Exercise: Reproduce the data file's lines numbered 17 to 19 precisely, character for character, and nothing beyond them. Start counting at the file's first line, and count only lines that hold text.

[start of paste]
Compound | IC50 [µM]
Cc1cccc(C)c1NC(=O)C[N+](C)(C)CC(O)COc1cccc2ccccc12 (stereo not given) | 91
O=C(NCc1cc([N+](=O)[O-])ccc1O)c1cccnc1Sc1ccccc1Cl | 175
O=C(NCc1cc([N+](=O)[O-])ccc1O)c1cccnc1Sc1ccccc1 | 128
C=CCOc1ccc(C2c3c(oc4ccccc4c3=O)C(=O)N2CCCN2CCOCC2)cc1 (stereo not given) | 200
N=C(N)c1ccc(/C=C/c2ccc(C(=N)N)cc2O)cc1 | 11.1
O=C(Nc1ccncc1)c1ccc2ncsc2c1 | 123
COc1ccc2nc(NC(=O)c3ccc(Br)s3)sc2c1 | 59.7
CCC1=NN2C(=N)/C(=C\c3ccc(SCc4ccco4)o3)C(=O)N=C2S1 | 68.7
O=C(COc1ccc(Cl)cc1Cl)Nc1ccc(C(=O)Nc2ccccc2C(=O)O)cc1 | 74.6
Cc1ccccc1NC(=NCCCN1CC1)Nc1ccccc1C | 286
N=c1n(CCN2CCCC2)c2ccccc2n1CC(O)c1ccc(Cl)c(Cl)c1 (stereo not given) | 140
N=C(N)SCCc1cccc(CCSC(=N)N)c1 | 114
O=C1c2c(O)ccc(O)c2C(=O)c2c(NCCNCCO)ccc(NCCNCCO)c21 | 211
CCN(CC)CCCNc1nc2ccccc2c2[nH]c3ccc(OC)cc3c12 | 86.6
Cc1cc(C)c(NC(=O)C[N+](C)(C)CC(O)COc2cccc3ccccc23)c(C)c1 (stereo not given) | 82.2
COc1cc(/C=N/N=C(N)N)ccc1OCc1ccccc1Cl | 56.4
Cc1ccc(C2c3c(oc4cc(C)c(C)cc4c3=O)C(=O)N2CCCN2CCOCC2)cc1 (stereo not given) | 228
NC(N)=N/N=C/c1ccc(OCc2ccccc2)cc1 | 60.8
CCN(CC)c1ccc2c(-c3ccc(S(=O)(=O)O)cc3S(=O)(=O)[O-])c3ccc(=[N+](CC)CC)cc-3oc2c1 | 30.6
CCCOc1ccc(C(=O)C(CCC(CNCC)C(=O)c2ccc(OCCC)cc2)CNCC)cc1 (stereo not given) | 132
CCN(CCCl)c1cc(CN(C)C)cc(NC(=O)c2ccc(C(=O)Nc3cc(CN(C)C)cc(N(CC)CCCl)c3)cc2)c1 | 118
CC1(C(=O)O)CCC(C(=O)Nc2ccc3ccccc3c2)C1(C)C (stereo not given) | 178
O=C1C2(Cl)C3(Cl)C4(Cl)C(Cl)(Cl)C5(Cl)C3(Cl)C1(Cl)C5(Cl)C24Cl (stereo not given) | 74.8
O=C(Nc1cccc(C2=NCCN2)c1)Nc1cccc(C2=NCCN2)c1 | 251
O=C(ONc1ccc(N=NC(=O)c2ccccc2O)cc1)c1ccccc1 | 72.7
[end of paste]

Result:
COc1cc(/C=N/N=C(N)N)ccc1OCc1ccccc1Cl | 56.4
Cc1ccc(C2c3c(oc4cc(C)c(C)cc4c3=O)C(=O)N2CCCN2CCOCC2)cc1 (stereo not given) | 228
NC(N)=N/N=C/c1ccc(OCc2ccccc2)cc1 | 60.8